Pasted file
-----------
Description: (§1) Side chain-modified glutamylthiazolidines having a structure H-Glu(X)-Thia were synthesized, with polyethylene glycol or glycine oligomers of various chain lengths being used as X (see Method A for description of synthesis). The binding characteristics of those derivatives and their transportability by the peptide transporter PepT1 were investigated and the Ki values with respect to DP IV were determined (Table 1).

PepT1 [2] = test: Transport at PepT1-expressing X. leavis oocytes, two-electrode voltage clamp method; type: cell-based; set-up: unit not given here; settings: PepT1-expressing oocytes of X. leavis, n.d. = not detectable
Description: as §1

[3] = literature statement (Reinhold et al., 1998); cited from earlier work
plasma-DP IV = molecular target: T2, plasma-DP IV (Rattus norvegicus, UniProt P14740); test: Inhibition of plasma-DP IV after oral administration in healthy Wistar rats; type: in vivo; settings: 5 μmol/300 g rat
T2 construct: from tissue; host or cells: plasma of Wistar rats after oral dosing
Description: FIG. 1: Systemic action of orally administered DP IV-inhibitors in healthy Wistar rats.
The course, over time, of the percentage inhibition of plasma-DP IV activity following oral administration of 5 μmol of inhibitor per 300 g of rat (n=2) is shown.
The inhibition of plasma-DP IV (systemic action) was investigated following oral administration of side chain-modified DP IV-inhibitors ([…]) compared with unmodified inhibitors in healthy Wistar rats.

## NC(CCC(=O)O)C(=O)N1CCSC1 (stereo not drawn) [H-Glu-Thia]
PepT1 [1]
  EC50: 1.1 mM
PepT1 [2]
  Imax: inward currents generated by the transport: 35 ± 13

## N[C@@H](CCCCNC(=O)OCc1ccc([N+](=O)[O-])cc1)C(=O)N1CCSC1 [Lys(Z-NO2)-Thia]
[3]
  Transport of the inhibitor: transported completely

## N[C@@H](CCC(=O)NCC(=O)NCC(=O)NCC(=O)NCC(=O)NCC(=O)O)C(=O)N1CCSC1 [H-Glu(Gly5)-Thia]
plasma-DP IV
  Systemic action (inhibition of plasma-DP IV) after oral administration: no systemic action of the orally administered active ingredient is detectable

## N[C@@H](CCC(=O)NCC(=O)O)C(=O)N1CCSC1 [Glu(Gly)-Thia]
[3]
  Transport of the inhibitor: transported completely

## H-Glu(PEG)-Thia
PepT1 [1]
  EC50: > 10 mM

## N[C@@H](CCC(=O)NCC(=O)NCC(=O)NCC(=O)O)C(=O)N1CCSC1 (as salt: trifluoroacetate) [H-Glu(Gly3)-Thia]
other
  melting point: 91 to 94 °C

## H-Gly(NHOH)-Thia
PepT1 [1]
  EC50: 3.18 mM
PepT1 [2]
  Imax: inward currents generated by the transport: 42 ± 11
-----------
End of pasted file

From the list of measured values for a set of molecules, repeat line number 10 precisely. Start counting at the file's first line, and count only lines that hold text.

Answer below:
## NC(CCC(=O)O)C(=O)N1CCSC1 (stereo not drawn) [H-Glu-Thia]